Physical & Occupational Therapy

At MUSC Health, our goal is to provide excellent and comprehensive rehabilitation services across the lifespan for the people of our community with physical and/or functional challenges. We strive to utilize best practices and evidence-based care to maximize independence in physical health and functional abilities.

Clinicians and families collaborate to develop a patient centered plan of care that promotes patient ownership of their physical health and rehabilitation needs. We also support MUSC’s mission of academic excellence by providing educational opportunities for future clinicians and engaging students in a multi-disciplinary learning environment.

What is Physical Therapy?

Physical Therapists (PT’s) and Physical Therapy Assistants (PTA’s) are movement experts who improve quality of life through prescribed exercises, hands-on care, and patient education. They diagnose and treat individuals of all ages, from newborns to people at the end of life. PT’s can focus on people with injuries and disabilities, post-operative conditions, or chronic conditions, but also help people who want to become healthier or prevent future problems.

Physical Therapists use evidence-based examination techniques and interventions to improve the individual as effectively and efficiently as possible. PT’s are trained in 2-3 years of graduate school, and are licensed healthcare providers. They may have a Masters or Doctor of Physical Therapy degree. Physical Therapy Assistants receive an Associate’s Degree and may also have a Bachelor’s of Science Degree.

A Physical Therapist evaluates your situation and develops a unique treatment plan, according to your personal goals, to improve your ability to move, reduce or manage pain, restore function, and prevent disability. PT’s help you achieve fitness goals, regain, or maintain your independence, and lead an active life.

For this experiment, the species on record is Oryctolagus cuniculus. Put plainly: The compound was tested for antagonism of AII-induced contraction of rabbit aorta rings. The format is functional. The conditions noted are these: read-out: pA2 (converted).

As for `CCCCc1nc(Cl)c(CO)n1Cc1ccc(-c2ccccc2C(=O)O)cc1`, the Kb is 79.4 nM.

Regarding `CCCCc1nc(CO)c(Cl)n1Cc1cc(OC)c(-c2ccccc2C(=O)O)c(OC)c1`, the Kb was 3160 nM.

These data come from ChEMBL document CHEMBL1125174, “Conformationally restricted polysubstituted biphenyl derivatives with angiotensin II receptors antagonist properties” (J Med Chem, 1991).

What is Occupational Therapy?

Your life is made up of occupations – meaningful everyday activities. These occupations may include roles, such as being a parent, a friend, a spouse, a tennis player, an artist, a cook, or a musician. We generally don’t think about our daily occupations until we have trouble doing them. Everyone has occupations – from the toddler whose occupations are play and learning to develop important skills to the older adult whose occupations are engaging with family and friends and managing his or her home. If you are recovering from an accident or injury, your valued occupations may be disrupted. Occupational therapy incorporates your valued occupations into the rehab process.

Occupational Therapists (OT’s) and Occupational Therapy Assistants (COTA's) are skilled health care professionals who use research and scientific evidence to ensure their interventions are effective. With strong knowledge of a person’s psychological, physical, emotional, and social makeup, occupational therapists can evaluate how your condition is affecting your body and mind, using a holistic perspective. OT’s are trained in 2-3 years of graduate school, and are licensed healthcare providers. They may have a Masters or Doctor of Occupational Therapy degree. COTA’s receive an Associate’s Degree and may also have a Bachelor’s of Science Degree.

OT’s will evaluate your situation and develop individualized goals that allow you to resume or pursue your valued occupations. Then you will work together on a specific intervention plan to help improve or maintain your ability to performing your daily activities and reach your goals getting back to your life.